The biggest thing you want to avoid is breathing it in-you don’t want those little particles in your throat. This can be avoided by wearing a mask when using it in large quantities (if you are dusting the cats bedding down, for example) and by not going overboard when putting it on your pet.

diatamaceous earth flea remedy

You will need…

-Food grade Diatomaceous Earth
-Some gloves

Directions

Wearing gloves so as not to pick up fleas yourself, dust your hands with DE, or take a small handful. Pat or sprinkle onto your cats fur and rub it in so it’s not just sitting on the surface, also avoiding getting too close to their nose. Follow this by dusting your pets bedding (after you’ve washed it) and rubbing it in well so there aren’t a bunch of loose particles floating around to inhale. You can do this treatment on your cat once a day, and on the bedding once a week.

4. Biological warfare

Beneficial nematodes are insect-parasitic, which means that these small microscopic “worms” are safe for pets, people, and plants, but not pests. There are many different kinds of nematodes, but the ones marketed for flea control and pest control in gardens are not one of the nasty ones. These little guys have a unique mission, seek out pests (they love flea larvae) and destroy them. It’s a little gross how they go about it-basically they kill the flea from the inside out and then feed on it-but fleas are nasty anyways right? What goes around comes around I suppose. Nematodes have been shown to be very helpful in reducing flea populations under the right conditions. They need moist soil to thrive and to be able to move easily, but they did not have the same level of effectiveness in dry super dry conditions. If you live in an area where nematodes might be useful, you can place them around the perimeter of the house where they act like a tiny army to defend your home (and your cat) from fleas. Use them in accordance to the manufacturer’s instructions.

5. Soapy water flea trap

Fleas, well, they aren’t the brightest things in the world, which is good news for us. They are attracted to light, and find its shining splendor irresistible. To take advantage of this, place a very shallow dish with sudsy water under a night light so when they hop towards the light, they hop into the water and drown. Use hot or warm water, as they seek things out by temperature.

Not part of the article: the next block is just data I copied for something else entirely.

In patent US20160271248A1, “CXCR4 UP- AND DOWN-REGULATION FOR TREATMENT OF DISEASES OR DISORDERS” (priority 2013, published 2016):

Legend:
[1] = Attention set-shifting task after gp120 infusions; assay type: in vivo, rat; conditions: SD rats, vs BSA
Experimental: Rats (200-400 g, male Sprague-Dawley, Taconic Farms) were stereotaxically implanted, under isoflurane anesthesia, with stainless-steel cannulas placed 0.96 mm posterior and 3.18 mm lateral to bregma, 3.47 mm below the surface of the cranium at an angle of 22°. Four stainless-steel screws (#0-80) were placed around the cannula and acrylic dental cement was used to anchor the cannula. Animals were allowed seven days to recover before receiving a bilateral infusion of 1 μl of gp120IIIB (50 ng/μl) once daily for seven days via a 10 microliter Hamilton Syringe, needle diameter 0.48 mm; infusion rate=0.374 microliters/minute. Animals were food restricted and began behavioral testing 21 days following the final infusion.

You will need…

-A shallow dish (a yogurt lid works well)
-Warm water
-Dish soap
-A night light

Directions

Fill a shallow dish with warm soapy water and place directly under a night light. Check the trap in the morning, empty it, and repeat to help get the fleas under control.

Cats are particularly sensitive creatures, and with the tendency to lick their fur, chemical fleas treatments can make many owners take pause. They also metabolize essential oils differently than dogs, making most of them toxic to felines, which then present another barrier when it comes to flea control. Prevention, such as regularly washing your pets bedding and vacuuming, is one of the best ways to keep you on top in your fight with fleas. If nothing natural seems to work, do know that the infestation may be to such a point that a trip to the vet is needed. Even if you would really rather not go, you and your cat will be better off for it.

Know the enemy

Fleas are dastardly things, but a basic understanding of how they live is a good way to learn how to kill them and keep them from returning (I’ll try and keep this short.) A flea has 4 stages of development-egg, larva, pupa, and adult. The eggs are laid on the host after the female feeds, but easily roll off. Thanks to this little trick, places where the pet sleeps becomes heavily infested-which is why attention to bedding and resting spots is a must. To win this battle, one must fight the flea at all life stages. Kill the adults, get rid of the eggs, and prevent the larva and pupa from ever existing. Easier said than done, of course, but it’s worth fighting for your pets comfort and health.

One course of action you might take…

Kill adults: Use a flea comb to pick them off and drown them in soapy water. Follow this with a flea bath and a dusting of DE. Dust DE on pets bedding and carpets, and vacuum carpets after 30 minutes.

Get rid of the eggs: Vacuum, vacuum, vacuum. Vacuum carpets like your life depends on it, and be even stricter about your pet’s bed and resting places. Wash bedding often in hot water with a splash of white vinegar as well. Empty vacuum right away and take trash out to prevent the flea eggs from hatching and re-infesting the house. Eggs hatch every 2 days to 2 weeks.